- I repeat this step until I have everything approved in my MYOB file and every receipt has a posted stamp on it. If you are missing a receipt, now is also the time to go looking for it or requesting a duplicate copy. I usually have to go through my emails and find a few but because I file my receipts every few days it’s pretty easy. For things like bank charges, loan repayments, insurance premiums debited monthly, just keep the schedule that you get at the beginning of the finance or at the beginning of the insurance period in your folder. It’s also really important to only claim GST on things that have GST eg. Usually no GST on bank charges, donations, ASIC fees, RTA fees to name a few.
- For deposits, match against the appropriate account. For payment of your client invoices if you are using the debtors module, match these or just code to sales if you are not using debtors. If deposits are not income, make sure they are allocated to the appropriate account eg. Loan account, transfer between accounts etc.
- Now jump into the reconcile screen and make sure that your account balance in your software matches your bank statement. This is very important as sometimes there could be a problem with the bankfeed.
- Repeat this process separately for each bank account, credit card account or loan account
For expenses paid personally, these would need to be manually entered. I have a trick here. What I do with these is that instead of having to journal them in at the end of the month, if I pay for something personally or from the wrong account, I actually jump into my internet banking at the time and transfer the exact amount of the expense from my business account back into my personal account. That way you can file the receipt in your business receipt folder and it will come through automatically with the bankfeeds as if you had paid for the expense out of the business account in the first place.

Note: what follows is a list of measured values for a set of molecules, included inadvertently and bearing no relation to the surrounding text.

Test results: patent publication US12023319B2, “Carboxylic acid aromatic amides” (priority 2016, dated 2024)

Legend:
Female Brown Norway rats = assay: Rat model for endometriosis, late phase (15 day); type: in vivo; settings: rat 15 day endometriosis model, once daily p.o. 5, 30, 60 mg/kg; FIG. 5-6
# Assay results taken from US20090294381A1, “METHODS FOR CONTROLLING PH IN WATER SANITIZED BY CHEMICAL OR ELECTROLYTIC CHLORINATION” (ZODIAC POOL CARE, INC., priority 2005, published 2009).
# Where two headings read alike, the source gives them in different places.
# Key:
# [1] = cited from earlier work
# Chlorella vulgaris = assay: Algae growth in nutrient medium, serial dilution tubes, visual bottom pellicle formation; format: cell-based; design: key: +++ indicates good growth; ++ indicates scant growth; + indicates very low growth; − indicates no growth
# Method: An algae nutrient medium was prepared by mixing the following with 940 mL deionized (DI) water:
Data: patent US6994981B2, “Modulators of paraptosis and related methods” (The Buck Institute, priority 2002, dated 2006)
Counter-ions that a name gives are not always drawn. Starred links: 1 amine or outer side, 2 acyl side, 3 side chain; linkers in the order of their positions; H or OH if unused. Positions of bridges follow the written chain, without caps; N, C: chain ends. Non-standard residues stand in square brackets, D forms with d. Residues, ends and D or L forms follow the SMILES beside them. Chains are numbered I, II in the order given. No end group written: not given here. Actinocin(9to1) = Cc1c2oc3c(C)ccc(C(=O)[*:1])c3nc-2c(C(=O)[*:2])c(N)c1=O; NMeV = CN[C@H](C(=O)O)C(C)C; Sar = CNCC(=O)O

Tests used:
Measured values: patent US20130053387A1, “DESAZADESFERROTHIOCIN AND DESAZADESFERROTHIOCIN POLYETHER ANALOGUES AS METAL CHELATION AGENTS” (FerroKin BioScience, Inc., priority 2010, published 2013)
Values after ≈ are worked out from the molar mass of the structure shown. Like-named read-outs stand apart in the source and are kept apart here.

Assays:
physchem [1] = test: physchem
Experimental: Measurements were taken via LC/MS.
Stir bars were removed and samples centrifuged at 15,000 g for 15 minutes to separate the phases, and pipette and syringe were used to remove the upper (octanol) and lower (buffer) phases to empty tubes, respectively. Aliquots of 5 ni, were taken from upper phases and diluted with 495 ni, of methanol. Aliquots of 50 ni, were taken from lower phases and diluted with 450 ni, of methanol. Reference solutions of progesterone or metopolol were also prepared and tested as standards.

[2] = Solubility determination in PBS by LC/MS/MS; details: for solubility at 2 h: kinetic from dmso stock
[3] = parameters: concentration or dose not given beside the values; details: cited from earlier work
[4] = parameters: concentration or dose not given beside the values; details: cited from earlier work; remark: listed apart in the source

Before you are ready to prepare the BAS, I print out my Balance Sheet and Profit and Loss Statement and review for accuracy. You know the saying “garbage in, garbage out” well just because the information is in your file, doesn’t mean it has been correctly categorised so this step is very important. If you think something looks a bit odd, perhaps give your accountant or bookkeeper a call and they can reallocate the expenses for you and fix up the rule so it doesn’t happen again. The more and more that you do this, the more accurate your file will become and the easier this month end process will become. Also you can start using reports from your software to see exactly where you are going and to use the figures to help you make better business decisions.
Print out your BAS reports and it’s time to do a double check and lodge with the ATO. Ideally you should be doing this electronically using your secure ATO AUSkey. Not only do you get extra time to lodge and pay, but you will be able to see what documents are due with the ATO and what you owe to the ATO. Again if you are unsure about this, contact the ATO, your accountant or your bookkeeper.
I hope this helps you tackle your BAS by breaking down the process and some of the tips and tricks I use to make sure my BAS is always lodged accurately and on time.